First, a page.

Algeria‘s army chief Lieutenant General Ahmed Gaid Salah has said the date of the country’s long-delayed presidential election should be announced by mid-September – a move that would result in polls being held before the end of the year.
The official APS news agency on Monday quoted Gaid Salah – a key powerbroker since longtime President Abdelaziz Bouteflika resigned in April in the face of the mass protests – as saying that an independent body “for the organisation and surveillance of the election” should be quickly installed.
Angry at unemployment, corruption and an elderly elite seen as out of touch with the young, Algerians have been relentless in taking to the streets since February to protest, initially against the ailing Bouteflika’s plans to remain in office, and then for the removal of all remnants of a secretive political and military establishment that has dominated the country for decades.
Days after Bouteflika stepped down on April 2, upper house speaker Abdelkader Bensalah was appointed interim president. One of his first actions was to call presidential elections for July 4, but the date was later scrapped.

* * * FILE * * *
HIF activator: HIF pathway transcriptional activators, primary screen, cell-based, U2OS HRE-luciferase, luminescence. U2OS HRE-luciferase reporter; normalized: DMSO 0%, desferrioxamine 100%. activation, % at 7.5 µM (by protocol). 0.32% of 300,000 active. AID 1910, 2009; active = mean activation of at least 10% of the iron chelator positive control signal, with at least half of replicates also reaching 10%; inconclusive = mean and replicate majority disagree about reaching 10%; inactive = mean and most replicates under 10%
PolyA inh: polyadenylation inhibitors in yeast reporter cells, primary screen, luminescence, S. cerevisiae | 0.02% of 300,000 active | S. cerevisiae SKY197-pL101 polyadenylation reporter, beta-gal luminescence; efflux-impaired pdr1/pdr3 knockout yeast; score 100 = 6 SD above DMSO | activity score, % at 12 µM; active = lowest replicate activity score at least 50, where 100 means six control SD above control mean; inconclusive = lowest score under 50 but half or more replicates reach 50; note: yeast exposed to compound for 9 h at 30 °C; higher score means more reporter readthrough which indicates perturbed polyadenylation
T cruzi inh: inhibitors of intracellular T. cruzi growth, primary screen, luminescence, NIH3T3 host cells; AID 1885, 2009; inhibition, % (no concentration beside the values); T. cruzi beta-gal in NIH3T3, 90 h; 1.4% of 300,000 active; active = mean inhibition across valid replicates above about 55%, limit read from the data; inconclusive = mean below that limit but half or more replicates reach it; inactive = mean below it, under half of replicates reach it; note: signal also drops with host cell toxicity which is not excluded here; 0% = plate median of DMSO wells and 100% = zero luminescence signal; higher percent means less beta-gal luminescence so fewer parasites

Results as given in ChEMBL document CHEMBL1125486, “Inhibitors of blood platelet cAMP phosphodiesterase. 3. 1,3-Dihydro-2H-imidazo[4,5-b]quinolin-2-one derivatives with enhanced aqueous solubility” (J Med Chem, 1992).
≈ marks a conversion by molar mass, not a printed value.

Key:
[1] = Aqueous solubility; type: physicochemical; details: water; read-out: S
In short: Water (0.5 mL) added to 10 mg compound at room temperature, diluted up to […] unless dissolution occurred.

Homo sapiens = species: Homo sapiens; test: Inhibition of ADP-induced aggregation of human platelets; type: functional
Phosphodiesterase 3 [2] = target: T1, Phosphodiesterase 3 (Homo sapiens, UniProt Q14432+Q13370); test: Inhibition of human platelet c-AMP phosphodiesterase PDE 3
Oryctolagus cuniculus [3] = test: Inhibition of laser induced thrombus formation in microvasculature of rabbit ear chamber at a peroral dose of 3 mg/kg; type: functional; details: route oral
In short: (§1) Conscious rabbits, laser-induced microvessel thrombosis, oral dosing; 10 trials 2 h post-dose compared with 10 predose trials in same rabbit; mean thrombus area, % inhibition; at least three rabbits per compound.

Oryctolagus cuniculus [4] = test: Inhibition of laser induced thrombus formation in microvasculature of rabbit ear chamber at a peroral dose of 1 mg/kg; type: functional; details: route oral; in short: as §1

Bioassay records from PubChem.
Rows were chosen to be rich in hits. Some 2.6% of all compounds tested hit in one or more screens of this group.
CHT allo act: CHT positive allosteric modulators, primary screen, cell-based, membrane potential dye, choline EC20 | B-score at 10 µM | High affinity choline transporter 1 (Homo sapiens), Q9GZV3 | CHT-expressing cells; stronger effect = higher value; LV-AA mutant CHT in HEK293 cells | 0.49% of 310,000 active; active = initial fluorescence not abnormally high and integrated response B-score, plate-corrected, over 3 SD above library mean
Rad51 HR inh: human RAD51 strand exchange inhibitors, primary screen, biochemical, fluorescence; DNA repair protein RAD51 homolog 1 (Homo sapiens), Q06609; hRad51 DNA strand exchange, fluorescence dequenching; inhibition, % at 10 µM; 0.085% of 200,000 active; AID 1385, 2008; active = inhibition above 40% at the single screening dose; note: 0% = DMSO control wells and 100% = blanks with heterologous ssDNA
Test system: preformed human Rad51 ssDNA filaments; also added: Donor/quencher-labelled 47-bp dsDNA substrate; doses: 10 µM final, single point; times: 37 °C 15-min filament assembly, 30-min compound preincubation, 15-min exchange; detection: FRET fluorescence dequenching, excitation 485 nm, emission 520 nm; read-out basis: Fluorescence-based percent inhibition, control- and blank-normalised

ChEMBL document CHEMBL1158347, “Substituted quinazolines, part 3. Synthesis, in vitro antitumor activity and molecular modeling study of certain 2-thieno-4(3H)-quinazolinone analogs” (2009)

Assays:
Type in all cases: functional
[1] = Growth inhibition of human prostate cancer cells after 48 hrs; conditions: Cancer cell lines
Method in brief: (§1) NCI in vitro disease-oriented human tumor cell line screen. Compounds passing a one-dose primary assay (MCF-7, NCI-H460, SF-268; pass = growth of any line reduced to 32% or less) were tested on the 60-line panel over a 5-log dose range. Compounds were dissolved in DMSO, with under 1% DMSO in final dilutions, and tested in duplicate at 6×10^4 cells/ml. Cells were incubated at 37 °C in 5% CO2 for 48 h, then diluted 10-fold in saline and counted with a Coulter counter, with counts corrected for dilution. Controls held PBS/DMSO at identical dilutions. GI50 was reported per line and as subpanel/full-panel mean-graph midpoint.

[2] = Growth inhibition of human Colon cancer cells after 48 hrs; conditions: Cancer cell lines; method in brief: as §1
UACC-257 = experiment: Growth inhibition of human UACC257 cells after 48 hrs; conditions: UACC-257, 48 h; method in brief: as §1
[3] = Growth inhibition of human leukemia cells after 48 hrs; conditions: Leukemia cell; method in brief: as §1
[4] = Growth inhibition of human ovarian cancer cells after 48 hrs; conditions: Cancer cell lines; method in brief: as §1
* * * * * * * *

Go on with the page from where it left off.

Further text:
The grassroots protest movement has been adamant that no election should take place as long as Bouteflika-era officials, including Bensalah and Gaid Salah, remain in positions of power.
Opposition parties and civil society groups have also demanded constitutional changes and a reform of state institutions, seeking a transition period towards democracy rather than a quick election.
But on Monday, Salah said the electoral college should be summoned “on September 15” so that the election “can be held within the deadline stipulated by the law”.
His comments appeared to be addressed at Bensalah who, in line with Algeria’s electoral law, must issue a decree to gather the electoral college 90 days before polls can take place.
If the electoral college is summoned on September 15 as demanded by Gaid Salah, polls should therefore take place in mid-December.
Gaid Salah, once seen as a member of Bouteflika’s inner circle and initially a supporter of the president’s re-election bid, turned against the ailing leader in late March and demanded his resignation.
After Bouteflika’s resignation and in an effort to appease demonstrators, 79-year-old Gaid Salah promised to crack down on government officials and prominent businessmen suspected of corruption.
On Monday, Gaid Salah said polls could be preceded by “a revision of some texts of the electoral law”.
“There won’t be a total and deep overhaul … as demanded by some”, due to time constraints, he said.
He also lashed out at opponents of presidential polls, saying they were “conspiring against the people and the nation”.
“Stop putting obstacles in the path of loyal men who are providing initiatives to bring the country out of the crisis,” he added.
He reiterated that the army would “not tolerate any attempt to undermine the work of state institutions”.